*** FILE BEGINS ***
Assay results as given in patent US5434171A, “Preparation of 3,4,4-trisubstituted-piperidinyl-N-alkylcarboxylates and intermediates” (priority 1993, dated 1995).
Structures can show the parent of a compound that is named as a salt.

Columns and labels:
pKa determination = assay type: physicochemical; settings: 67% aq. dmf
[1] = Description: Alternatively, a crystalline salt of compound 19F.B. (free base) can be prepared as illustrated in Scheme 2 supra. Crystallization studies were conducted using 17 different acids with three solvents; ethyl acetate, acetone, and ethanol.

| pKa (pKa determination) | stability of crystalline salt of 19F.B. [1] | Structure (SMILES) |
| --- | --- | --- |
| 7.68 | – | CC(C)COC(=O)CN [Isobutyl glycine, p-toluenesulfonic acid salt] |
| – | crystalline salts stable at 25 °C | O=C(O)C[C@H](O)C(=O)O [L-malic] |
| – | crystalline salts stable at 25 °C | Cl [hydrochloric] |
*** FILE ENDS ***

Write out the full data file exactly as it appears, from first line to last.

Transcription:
Assay results as given in patent US5434171A, “Preparation of 3,4,4-trisubstituted-piperidinyl-N-alkylcarboxylates and intermediates” (priority 1993, dated 1995).
Structures can show the parent of a compound that is named as a salt.

Columns and labels:
pKa determination = assay type: physicochemical; settings: 67% aq. dmf
[1] = Description: Alternatively, a crystalline salt of compound 19F.B. (free base) can be prepared as illustrated in Scheme 2 supra. Crystallization studies were conducted using 17 different acids with three solvents; ethyl acetate, acetone, and ethanol.

| pKa (pKa determination) | stability of crystalline salt of 19F.B. [1] | Structure (SMILES) |
| --- | --- | --- |
| 7.68 | – | CC(C)COC(=O)CN [Isobutyl glycine, p-toluenesulfonic acid salt] |
| – | crystalline salts stable at 25 °C | O=C(O)C[C@H](O)C(=O)O [L-malic] |
| – | crystalline salts stable at 25 °C | Cl [hydrochloric] |